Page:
A few years ago I was looking through lists of new SFF novel releases and came across one I've been trying to find again since. It PROBABLY appeared either on Locus or SFSite's "books out this week/month" lists at sometime since 2010, since I read those frequently back then, and would have been published in English.
The description spoke of a fantasy world with what to me seemed like an interesting gimmick... the world seemed extremely constrained in dimensions, and notably longer than it was wide. I can't recall the exact dimensions, but in shape I pictured something like an aircraft carrier... that is, mostly but not precisely rectangular. To my recollection, it wasn't isolated by natural barriers like a sea or mountains, but rather either a mystical force field or just nothingness outside (maybe even a wraparound, but I don't think so).
It's also notably small, at least on a planetary scale... it's not a case where it's the landmass of a whole planet that happens to have a weird shape, it's a case where it's one small 'strip' of land (probably at the most the size of a small country or two, one of the reasons it stuck in my mind was that it caused me to think about what the smallest land area that could develop a sustainable functional medieval-level civilization with no outside input might be) and being, as far as they know, the only thing in the universe. I believe the description (or perhaps an author interview I may have followed off a link) specifically stated that it was so-and-so number of miles long by so-and-so-number of miles wide and both were reasonably small numbers, I just can't remember how much.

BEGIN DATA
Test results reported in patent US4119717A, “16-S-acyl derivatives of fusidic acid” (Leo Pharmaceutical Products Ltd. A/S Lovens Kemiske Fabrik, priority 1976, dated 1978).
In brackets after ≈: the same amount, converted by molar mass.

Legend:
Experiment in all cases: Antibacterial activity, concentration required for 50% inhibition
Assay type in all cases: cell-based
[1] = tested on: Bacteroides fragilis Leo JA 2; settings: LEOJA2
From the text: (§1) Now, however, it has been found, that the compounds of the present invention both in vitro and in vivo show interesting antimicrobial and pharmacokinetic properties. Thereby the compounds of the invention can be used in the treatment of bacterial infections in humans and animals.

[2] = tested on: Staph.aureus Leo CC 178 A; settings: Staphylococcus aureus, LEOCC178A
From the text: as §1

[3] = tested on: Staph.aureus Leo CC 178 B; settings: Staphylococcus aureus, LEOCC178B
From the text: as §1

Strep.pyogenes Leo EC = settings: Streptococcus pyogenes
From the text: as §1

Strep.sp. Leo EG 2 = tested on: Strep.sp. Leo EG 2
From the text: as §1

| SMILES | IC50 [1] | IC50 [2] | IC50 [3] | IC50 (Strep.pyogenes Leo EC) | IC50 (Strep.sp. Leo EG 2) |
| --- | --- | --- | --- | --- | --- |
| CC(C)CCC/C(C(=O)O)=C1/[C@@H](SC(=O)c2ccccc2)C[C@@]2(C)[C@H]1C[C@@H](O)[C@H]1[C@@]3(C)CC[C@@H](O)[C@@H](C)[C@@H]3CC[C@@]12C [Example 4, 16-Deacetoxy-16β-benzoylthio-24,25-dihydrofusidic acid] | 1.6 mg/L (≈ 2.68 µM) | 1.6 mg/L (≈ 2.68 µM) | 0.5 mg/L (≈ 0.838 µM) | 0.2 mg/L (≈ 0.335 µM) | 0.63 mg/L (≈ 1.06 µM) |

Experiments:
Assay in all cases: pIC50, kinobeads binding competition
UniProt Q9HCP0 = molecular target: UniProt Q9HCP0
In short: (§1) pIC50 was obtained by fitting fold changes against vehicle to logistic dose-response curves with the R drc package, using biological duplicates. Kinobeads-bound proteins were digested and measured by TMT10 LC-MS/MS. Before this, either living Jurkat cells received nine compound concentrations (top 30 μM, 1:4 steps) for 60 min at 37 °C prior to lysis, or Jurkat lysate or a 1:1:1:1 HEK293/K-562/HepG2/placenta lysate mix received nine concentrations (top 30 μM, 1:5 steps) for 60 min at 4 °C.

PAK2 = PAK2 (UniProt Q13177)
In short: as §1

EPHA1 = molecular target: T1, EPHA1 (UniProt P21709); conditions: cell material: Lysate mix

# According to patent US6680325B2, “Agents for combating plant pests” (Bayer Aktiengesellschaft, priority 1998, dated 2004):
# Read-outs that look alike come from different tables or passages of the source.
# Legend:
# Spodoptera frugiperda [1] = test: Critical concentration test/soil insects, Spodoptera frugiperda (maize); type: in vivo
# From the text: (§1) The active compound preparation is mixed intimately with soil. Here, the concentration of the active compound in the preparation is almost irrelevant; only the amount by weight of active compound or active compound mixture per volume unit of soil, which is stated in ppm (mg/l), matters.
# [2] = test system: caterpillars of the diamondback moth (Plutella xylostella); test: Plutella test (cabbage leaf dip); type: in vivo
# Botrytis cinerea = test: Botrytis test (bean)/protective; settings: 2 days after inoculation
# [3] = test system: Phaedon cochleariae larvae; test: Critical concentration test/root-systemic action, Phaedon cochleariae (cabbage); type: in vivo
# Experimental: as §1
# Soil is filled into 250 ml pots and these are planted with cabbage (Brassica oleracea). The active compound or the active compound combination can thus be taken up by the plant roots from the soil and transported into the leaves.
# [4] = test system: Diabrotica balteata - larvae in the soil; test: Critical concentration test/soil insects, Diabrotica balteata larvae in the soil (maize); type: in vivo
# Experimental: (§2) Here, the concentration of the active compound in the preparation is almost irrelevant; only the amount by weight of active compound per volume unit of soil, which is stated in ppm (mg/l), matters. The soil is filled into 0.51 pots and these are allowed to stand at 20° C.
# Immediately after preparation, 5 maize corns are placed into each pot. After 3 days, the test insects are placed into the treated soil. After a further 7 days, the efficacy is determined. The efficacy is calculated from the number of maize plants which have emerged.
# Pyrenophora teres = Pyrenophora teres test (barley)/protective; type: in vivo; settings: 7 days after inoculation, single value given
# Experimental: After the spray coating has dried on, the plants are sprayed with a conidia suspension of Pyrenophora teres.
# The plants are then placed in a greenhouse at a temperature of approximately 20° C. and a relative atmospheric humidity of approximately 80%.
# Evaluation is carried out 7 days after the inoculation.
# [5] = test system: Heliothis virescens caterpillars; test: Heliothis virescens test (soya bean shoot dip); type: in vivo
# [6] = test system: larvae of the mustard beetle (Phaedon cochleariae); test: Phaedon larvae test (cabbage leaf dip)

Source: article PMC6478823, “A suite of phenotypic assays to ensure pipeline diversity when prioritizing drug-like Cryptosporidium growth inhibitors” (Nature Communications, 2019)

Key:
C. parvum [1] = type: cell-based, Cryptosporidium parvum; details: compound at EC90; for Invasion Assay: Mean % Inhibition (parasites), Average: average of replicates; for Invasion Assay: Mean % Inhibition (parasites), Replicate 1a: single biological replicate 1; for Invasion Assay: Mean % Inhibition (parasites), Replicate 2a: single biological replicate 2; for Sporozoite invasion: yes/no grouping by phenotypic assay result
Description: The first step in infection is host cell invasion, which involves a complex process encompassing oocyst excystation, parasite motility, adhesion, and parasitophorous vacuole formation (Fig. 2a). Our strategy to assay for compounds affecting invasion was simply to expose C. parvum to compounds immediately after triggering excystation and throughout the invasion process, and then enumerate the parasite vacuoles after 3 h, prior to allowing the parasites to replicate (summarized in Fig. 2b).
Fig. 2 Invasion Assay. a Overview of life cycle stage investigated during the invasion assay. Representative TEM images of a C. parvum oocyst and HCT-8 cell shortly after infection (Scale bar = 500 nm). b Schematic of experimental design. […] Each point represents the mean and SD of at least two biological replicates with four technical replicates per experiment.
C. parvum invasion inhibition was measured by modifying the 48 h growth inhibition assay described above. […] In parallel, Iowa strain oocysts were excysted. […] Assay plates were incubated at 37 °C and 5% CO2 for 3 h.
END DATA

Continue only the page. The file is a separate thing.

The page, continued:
I can't vouch for whether this was always the case or a relatively new development (but I think at least the main characters think it was always the case, and I don't think it was a fragment identifiable as part of Earth). I also unfortunately can't remember any characters or plot mentioned clearly (MAYBE a princess main character, and POSSIBLY the border being called something like the Veil but my mind may have pulled that from somewhere else). My memory also has the sense of this being new at the time and a first novel, both in the sense of not being (yet) part of a long fantasy series but also the first novel by an author, though I can't be certain. I thought the gimmick was interesting enough that I mentally sorted it into the 'well, maybe if I hear some really good things in the years to come' category. I didn't, I've never heard about it again, so I guess it wasn't something that was a huge success. I don't even particularly want to read it, my brain just really wants to figure out what book it was.
Now, generally fantasy doesn't capture my imagination as much as science fiction in prose form, and in fact usually in new release lists I just skip over anything labelled fantasy. For this one to have caught my attention, probably either: a) the nature of the universe being very tiny with nothing outside it had to be prominent in the very brief description new release sites often give (I think this was the case), b) the description/title had to look like science fiction and only closer inspection revealed it to be fantasy-but-with-an-interesting-gimmick (possible but I don't think so), c) the author had to be someone familiar to me in science fiction circles (but I really don't think so, I believe it was a first novel), or d) it just had really a cool title and/or cover that got me to look deeper into the book (which is the least useful, I know).
I know it is NOT The Hundred Thousand Kingdoms by N.K. Jemisin, because the plots aren't similar, but for a long time that name got associated with it in my head (even now I think of it as 'The book that's NOT The Hundred Thousand Kingdoms'), so I think they may have come out at roughly the same time, which would ne 2010, but it could also be the that a new printing or sequel came out at that time or they were directly compared in some way or maybe the titles simply had a similar sound (the Hundred Thousand Kingdoms being a book I also looked into because the title really sounded cool).